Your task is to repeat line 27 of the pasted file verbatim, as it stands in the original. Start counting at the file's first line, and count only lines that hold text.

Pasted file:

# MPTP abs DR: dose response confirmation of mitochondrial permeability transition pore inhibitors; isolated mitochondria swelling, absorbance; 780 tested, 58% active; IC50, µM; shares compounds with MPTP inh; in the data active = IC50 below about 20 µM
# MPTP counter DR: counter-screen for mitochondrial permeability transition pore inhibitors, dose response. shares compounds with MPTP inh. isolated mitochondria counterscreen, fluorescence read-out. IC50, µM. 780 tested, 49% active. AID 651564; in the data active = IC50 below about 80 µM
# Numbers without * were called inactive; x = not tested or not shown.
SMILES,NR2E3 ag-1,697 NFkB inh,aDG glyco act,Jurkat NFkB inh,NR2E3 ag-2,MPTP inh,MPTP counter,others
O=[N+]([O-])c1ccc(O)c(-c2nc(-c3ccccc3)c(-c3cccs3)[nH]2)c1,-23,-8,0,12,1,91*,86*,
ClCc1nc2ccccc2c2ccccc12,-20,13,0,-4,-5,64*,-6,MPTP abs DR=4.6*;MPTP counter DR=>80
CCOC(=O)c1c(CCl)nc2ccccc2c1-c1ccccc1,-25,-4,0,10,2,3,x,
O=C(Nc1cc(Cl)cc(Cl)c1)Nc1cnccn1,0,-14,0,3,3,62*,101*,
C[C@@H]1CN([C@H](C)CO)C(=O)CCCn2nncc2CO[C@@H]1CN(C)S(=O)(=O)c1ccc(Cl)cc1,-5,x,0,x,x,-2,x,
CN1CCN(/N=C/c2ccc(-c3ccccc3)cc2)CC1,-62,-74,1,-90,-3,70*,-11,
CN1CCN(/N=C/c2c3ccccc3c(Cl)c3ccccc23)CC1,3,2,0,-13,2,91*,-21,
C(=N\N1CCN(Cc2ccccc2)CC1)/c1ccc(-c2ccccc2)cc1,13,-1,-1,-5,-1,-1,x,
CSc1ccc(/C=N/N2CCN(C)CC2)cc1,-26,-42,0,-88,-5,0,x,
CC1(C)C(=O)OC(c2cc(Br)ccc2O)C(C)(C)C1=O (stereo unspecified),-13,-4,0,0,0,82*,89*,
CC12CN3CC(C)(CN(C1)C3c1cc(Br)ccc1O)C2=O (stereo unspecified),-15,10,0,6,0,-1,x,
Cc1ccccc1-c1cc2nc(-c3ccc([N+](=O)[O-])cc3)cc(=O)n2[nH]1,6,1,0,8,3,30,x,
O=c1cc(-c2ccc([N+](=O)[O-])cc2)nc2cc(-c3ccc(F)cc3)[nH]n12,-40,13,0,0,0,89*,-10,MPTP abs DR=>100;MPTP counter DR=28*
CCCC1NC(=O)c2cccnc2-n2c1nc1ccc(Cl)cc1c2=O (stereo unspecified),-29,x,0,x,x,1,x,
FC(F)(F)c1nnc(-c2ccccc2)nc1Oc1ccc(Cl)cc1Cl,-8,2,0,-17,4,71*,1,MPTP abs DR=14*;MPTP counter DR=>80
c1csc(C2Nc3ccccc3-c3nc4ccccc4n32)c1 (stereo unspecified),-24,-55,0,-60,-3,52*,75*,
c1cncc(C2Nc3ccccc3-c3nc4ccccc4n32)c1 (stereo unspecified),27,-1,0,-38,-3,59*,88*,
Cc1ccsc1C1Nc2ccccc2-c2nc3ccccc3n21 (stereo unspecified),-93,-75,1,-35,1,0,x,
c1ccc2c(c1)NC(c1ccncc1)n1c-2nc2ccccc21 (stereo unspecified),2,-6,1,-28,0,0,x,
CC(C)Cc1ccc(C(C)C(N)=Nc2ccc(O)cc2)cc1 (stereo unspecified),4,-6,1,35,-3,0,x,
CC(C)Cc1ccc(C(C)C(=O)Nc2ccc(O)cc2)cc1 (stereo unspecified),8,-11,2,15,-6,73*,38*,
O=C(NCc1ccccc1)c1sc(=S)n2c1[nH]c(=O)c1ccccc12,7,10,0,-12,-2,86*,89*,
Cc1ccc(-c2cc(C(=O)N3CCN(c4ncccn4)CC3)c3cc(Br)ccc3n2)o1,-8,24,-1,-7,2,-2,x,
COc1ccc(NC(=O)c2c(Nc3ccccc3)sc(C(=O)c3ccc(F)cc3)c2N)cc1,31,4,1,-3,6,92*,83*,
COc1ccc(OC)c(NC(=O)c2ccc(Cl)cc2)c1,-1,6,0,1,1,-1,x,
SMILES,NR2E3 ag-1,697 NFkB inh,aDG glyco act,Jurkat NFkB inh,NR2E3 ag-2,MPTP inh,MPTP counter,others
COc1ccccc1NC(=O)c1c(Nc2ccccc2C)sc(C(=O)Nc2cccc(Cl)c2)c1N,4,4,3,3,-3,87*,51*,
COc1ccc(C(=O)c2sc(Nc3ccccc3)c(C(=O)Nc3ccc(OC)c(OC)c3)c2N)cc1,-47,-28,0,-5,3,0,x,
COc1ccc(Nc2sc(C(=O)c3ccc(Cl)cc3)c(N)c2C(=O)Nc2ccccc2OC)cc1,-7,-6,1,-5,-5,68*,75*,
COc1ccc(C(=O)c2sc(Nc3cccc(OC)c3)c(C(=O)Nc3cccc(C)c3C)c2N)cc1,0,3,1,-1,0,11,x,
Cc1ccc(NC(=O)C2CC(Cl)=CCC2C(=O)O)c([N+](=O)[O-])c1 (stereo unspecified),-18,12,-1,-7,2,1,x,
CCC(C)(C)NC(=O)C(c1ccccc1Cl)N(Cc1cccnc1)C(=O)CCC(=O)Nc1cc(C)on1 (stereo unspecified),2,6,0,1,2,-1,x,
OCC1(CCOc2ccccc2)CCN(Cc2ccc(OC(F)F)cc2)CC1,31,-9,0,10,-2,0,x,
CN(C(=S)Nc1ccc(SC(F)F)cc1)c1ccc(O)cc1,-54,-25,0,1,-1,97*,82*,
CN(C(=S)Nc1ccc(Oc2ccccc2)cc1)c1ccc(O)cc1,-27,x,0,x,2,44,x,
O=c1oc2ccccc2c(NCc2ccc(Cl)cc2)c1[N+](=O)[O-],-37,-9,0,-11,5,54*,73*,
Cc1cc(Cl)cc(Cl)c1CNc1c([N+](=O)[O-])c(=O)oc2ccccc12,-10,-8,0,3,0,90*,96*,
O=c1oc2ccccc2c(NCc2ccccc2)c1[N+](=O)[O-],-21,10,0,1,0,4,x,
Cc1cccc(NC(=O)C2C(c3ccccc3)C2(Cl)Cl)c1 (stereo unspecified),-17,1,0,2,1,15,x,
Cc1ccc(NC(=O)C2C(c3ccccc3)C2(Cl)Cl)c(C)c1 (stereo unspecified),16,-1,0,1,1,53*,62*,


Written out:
Cc1ccc(-c2cc(C(=O)N3CCN(c4ncccn4)CC3)c3cc(Br)ccc3n2)o1,-8,24,-1,-7,2,-2,x,